Congress’s Mr. Nice Guy Begins a Tax Fight for the History Books


Kevin Brady may be the most well-liked member of Congress, but he’s about to offend colleagues, lobbyists and voters alike in his quest to rewrite the U.S. tax code to end special breaks for businesses and individuals while cutting tax rates.

The humble, ultra-disciplined Republican from Texas has met ample resistance ahead of the planned release of a House bill on Wednesday. Realtors and home builders fear he’ll damage the housing market. Investment managers — and President Donald Trump — are keeping a wary eye on how he’ll change 401(k) retirement accounts. Members of his own party bucked his call to repeal individual tax breaks that help people in high-tax states, and they’ve already won a partial victory. Democrats say he’s trying to enrich the wealthy.

“Certainly the tax policies he is pursuing, and the budget he supported, aren’t particularly friendly to the middle and lower income groups,” said Representative John Yarmuth of Kentucky, the top Democrat on the House Budget Committee. “However, I would agree completely that he is a very kind and warm person. He’s always fun to talk to.”

The $1.5 trillion question in Washington this week is whether Brady, who chairs the House Ways and Means Committee, will seize the moment and deliver landmark tax legislation despite the opposition. If he can tell legions of lobbyists and fellow lawmakers “no” while holding enough votes, he could become a legend by shepherding the first successful tax overhaul since 1986.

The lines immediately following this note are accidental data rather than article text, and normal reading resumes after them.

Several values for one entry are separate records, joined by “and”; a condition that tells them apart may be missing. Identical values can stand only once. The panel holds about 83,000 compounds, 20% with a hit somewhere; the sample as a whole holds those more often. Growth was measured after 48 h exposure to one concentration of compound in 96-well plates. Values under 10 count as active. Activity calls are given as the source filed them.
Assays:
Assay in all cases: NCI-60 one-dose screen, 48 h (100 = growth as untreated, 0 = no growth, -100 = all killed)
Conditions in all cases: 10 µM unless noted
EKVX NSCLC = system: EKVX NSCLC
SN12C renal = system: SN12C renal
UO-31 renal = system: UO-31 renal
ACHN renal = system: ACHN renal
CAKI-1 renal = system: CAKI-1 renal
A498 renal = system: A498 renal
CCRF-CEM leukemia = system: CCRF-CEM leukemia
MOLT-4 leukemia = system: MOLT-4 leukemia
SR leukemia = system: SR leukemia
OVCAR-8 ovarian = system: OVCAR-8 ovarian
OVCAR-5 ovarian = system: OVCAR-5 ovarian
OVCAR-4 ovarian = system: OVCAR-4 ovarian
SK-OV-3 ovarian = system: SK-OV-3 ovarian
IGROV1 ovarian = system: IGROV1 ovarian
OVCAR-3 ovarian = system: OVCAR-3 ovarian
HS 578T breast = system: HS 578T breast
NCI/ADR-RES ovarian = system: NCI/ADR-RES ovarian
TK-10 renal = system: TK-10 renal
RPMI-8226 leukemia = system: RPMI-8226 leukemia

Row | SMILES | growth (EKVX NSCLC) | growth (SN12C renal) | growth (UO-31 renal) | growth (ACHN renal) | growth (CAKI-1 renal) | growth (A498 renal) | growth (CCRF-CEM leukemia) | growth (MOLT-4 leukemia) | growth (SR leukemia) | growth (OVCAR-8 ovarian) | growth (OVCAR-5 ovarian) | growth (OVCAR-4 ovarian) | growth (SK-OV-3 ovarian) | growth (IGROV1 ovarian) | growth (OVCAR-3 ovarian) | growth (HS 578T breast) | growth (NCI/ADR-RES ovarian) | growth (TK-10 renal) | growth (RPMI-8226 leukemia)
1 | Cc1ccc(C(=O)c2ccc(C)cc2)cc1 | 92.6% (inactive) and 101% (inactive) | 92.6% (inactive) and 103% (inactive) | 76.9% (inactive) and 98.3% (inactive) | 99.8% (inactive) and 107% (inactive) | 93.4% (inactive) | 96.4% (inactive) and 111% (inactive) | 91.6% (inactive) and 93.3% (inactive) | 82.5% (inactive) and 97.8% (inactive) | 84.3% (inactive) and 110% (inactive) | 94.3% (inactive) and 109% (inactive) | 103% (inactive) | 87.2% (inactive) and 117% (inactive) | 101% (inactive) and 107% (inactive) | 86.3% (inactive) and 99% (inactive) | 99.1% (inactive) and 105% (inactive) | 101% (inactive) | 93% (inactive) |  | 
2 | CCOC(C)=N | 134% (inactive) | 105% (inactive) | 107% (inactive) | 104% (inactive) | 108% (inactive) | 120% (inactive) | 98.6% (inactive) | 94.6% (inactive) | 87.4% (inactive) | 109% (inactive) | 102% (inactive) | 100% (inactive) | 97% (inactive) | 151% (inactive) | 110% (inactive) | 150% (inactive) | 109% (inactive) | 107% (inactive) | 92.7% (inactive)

Or he could fail and be remembered as a nice guy who rose to one of Congress’s most powerful posts but couldn’t capitalize on it.

Message Discipline

Brady, who wears an Apple Watch everywhere, isn’t the most charismatic politician, but he’s a smooth operator who has learned at least one trick of surviving in Washington: He never goes off script. He holds a twice-weekly 10-minute conversation with reporters in the Capitol and — almost without fail — manages to avoid making news. And he’s meticulous, demanding that his staff ensure all Ways and Means Committee documents have consistent formatting and branding, said one former aide.

He landed the chairman’s post in November 2015 after Paul Ryan — who had defeated him for it the year before — was dragged into the Speaker’s chair amid a power vacuum. It’s a powerful perch; Ways and Means oversees taxes, trade and entitlements. Some past chairmen have been known for their firm control of the panel. Brady is viewed as more of a consensus builder.

He’s “a real calming personality,” said House Majority Whip Steve Scalise, who rooms with Brady in Washington. But Scalise hastens to add that Brady’s willing to say no — to anyone — to get a tax bill passed. “Don’t mistake his calm demeanor as a weakness.”

In one of his first big tests, Brady bowed to Republican members from high-tax states including New York and New Jersey and agreed to preserve a federal tax break for individuals’ state and local property-tax payments. That pact may win some GOP votes, but it got nowhere with a coalition of groups including the National Association of Realtors that wants to preserve deductions for a broader set of state and local taxes, including income taxes.